April 10, 2020 at 12:40 JST
Doctors from a Wuhan hospital bid farewell on April 8, 2020, to medical care providers dispatched from Jilin province to help contain the coronavirus outbreak. (Yoshikazu Hirai)
After two and a half months of imposing a total lockdown on a city of 11 million people to prevent the spread of the new coronavirus, China recently reopened Wuhan to the rest of the nation.
Wuhan is where the first confirmed cases of infection with the coronavirus were reported. More than 2,500 people have died of COVID-19 in the industrial hub in China's Hubei province.
As the original epicenter of the coronavirus outbreak, Wuhan has been hit by far the hardest among Chinese cities. With regard to the daily lives of citizens, the end of the lockdown marks the first step in the predictably long process of returning to normalcy.
But many doubts and questions remain as to what actually happened in Wuhan since last year. What has the lockdown caused to the city and its people?
Even if it takes time to identify the origin of the outbreak and analyze how the virus spread, Chinese authorities must already have detailed information about the measures they have taken, the chronological changes in the number of cases and social impacts of the outbreak and the responses to it.
If China continues restricting access to such information even after lifting its lockdown of Wuhan, both the Chinese and international public will remain wary of whatever Beijing says about this disaster.
The Chinese government should disclose all relevant information including inconvenient facts to share the lessons from its experiences in fighting the virus with the rest of the world.
Some local doctors who sounded the alarm about the outbreak before the announcements by authorities were punished by police for spreading "false rumors." There have also been reports of other attempts by authorities to cover up information concerning the outbreak.
It is possible that such cover-ups by Chinese authorities may have accelerated the spread of the virus. While the top officials of both Hubei province and Wuhan have been sacked over delays in initial responses to the outbreak, no detailed information about what happened at that time has been disclosed.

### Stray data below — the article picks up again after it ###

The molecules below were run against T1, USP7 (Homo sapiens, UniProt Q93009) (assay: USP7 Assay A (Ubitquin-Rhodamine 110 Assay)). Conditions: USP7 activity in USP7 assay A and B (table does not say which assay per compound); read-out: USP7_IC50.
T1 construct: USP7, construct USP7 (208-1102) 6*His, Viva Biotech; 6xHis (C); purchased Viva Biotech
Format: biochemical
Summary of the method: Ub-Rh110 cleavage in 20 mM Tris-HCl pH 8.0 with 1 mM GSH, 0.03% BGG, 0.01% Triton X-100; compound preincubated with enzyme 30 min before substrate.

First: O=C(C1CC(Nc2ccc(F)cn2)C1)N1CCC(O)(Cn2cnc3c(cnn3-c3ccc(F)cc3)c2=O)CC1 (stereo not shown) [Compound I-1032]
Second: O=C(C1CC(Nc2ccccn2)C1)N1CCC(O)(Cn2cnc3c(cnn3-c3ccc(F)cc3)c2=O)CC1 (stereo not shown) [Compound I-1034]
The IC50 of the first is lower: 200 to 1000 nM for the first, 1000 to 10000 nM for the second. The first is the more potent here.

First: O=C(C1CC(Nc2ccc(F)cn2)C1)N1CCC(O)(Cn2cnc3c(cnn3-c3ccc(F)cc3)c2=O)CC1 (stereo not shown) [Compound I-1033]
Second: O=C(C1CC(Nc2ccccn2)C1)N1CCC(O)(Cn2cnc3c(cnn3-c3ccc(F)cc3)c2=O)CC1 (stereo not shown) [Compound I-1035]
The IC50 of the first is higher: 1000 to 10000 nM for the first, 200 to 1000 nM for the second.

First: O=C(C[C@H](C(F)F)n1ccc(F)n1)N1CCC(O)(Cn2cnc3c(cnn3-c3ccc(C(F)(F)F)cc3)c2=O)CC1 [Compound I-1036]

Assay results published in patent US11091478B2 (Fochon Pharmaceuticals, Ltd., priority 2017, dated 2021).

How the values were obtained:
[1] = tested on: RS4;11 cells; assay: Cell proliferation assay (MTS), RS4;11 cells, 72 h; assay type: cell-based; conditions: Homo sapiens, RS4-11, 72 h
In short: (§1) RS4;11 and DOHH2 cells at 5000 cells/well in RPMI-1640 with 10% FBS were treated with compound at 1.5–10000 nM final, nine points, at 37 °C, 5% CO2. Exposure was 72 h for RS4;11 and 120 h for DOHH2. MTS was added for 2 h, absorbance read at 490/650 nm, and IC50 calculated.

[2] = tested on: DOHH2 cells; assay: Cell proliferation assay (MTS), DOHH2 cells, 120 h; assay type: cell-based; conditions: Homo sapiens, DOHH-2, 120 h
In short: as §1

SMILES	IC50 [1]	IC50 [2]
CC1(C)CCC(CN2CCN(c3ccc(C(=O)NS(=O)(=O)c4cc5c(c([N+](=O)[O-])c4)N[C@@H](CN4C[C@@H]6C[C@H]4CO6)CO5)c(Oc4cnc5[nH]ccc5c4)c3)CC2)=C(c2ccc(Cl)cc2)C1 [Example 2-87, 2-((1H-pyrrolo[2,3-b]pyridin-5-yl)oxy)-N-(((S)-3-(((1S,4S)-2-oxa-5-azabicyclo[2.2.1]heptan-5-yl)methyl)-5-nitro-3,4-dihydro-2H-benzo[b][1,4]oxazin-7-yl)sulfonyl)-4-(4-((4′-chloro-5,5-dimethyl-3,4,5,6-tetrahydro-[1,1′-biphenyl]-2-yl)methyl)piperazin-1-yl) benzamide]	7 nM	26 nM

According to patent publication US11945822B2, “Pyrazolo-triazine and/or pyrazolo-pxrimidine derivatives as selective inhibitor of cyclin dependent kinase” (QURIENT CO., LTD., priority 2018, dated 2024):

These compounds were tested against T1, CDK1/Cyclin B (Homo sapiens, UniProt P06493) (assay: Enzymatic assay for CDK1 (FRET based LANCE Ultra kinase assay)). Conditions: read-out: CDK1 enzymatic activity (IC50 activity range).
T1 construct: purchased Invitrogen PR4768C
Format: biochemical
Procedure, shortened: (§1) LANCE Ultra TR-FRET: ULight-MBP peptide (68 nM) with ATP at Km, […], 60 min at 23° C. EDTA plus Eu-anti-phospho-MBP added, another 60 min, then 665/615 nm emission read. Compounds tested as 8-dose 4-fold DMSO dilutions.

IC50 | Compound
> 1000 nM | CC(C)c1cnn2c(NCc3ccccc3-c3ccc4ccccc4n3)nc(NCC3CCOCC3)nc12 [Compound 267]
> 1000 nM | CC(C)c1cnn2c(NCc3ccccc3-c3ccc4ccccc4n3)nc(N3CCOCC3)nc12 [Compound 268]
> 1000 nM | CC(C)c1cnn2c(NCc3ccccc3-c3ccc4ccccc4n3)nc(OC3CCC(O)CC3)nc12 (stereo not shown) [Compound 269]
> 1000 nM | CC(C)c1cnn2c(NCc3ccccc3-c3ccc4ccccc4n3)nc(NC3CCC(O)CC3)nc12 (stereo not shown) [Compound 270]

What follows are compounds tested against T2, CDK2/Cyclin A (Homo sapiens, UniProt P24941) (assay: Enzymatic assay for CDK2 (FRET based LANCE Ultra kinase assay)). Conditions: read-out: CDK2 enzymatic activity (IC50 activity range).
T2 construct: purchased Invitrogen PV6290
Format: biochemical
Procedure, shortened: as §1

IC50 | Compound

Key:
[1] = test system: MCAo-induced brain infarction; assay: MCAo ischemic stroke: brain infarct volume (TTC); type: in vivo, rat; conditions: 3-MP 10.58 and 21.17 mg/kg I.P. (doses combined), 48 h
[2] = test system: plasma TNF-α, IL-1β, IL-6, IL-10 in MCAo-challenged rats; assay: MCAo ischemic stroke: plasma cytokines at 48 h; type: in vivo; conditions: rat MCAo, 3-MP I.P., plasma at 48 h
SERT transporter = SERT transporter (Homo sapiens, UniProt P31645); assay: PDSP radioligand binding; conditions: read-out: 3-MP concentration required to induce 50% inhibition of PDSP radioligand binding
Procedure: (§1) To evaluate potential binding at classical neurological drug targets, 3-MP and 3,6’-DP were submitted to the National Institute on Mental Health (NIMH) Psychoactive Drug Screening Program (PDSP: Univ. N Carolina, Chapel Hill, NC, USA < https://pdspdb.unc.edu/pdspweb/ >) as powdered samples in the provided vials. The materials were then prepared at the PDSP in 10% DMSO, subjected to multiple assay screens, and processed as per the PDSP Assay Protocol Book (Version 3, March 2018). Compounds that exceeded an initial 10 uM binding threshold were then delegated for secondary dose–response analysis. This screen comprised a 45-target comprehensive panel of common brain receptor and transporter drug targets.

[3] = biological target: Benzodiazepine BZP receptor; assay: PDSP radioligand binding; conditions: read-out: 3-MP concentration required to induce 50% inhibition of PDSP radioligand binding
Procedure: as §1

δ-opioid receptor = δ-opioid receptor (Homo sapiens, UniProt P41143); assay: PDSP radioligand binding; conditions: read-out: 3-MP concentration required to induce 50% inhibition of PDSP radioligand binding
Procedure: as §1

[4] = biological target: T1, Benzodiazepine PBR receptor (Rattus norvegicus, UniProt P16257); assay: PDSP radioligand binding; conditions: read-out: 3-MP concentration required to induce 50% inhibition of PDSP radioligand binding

Rather, the Communist Party government has kept suppressing the efforts by people to offer their own information or opinions freely to the world. Lawyers and others who tried to report on the dire situations in medical institutions in Wuhan through social media have gone missing and no news on their fates have since been heard.
A famous writer's online journals describing the realities of life under lockdown have been removed.
There can be no real progress in the international efforts to overcome the pandemic without free exchanges of information.
While the Chinese government claims that the infection has peaked in the country, the international community has naturally cast a distrustful eye upon the statistics on which the claim is based.
Chinese Premier Li Keqiang recently warned local officials not to cover up new coronavirus cases, saying, "There must be no concealing or underreporting."
Beijing has issued orders for efforts to restart economic activities while working to contain the infection.
This must have put many front-line officials and workers in a quandary.
Instead of issuing one order after another, political leaders in Beijing need to reconsider their authoritarian style of ruling.
The problem is not limited to issues concerning infection with an unknown virus. Suspicion accompanies all kinds of official information provided by the Chinese government, including economic, military and judicial information.
It is maddening to think about how this lack of transparency has masked so many violations of human rights and caused unnecessary anxiety in the international community.
The coronavirus pandemic has underscored the fact that China's control of information and opinions in the public sphere poses a serious threat to the entire world.
To fulfill its responsibility to tackle global issues, China should start by disclosing accurate and reliable information about what is happening in the country.
--The Asahi Shimbun, April 10
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